Navigating the New Arctic (NNA) is one of NSF's 10 Big Ideas. NNA projects address convergence scientific challenges in the rapidly changing Arctic. The Arctic research is needed to inform the economy, security and resilience of the Nation, the larger region and the globe. NNA empowers new research partnerships from local to international scales, diversifies the next generation of Arctic researchers, and integrates the co-production of knowledge. This award fulfills part of that aim.

Permafrost is ground that remains frozen for at least two consecutive years. It occurs under approximately one fourth of the northern hemisphere's land surface. In the far north, the permafrost is continuous across the landscape and contains large amounts of ice in its upper few meters. Thawing of permafrost has been observed at several locations across the Arctic in recent decades, yet the complete extent of permafrost degradation is not yet described. This is because it is difficult to directly measure permafrost. However, the presence and health of permafrost can be inferred from characteristic ground surface features. For example, permafrost can be detected from detailed satellite images through the presence of 30-meter-wide ice-wedge polygons. It is important to detect areas with thawing permafrost to identify challenges for infrastructure that depend on a foundation of solid ground. This project is developing the Permafrost Discovery Gateway, an online platform that makes permafrost information more accessible and discoverable by the public. The public includes industry, non-profit organizations, and people living and working in the Arctic. Future workforce development includes the training of graduate students and postdocs in remote sensing technology. Five early career researchers are the lead investigators. The K-12 education community are receiving virtual resources to help them interact with the Permafrost Discovery Gateway. In addition, a collaborative art exhibition, an interactive digital story, and an online Earth as Art gallery are displaying Arctic landscapes to the general public. These tools enable diverse peoples of different technical backgrounds to interact with permafrost knowledge across the entire Arctic. This project informs the economy, security, and resilience of the U.S., the larger region, and the globe with respect to Arctic change.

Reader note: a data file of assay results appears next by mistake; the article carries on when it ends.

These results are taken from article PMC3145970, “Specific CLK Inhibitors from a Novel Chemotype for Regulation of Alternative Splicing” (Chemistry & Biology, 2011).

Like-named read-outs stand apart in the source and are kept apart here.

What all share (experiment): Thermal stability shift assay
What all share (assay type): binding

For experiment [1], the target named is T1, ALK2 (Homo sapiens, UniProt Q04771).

The main goal of this project is to develop supporting cyberinfrastructure to harness information from high-resolution satellite imagery. This approach is advancing the understanding of permafrost degradation across the entire Arctic. This project is: (1) utilizing existing Big Imagery, (2) refining and developing new automated remote sensing classification tools based on machine and deep learning techniques, (3) applying the mapping tools to Arctic satellite imagery, (4) making permafrost map products and tools publicly accessible, and (5) enabling discovery through visualization and analysis tools designed with users of the Permafrost Discovery Gateway. The project is producing a cyberinfrastructure framework that also includes existing Arctic map products. This framework, along with an engaged user community, is allowing researchers to better quantify the spatial extent of permafrost degradation across the Arctic. Potential controls (weather, topography, vegetation, soil properties) on permafrost degradation are also being evaluated. The Permafrost Discovery Gateway helps ensure information access to the broader research community and encourage new partnerships around knowledge of Arctic permafrost.

This award reflects NSF's statutory mission and has been deemed worthy of support through evaluation using the Foundation's intellectual merit and broader impacts review criteria.

Project Start
Project End
Budget Start
Budget End
Support Year
Fiscal Year
Total Cost
Indirect Cost
Woodwell Climate Research Center, Inc.
United States
Zip Code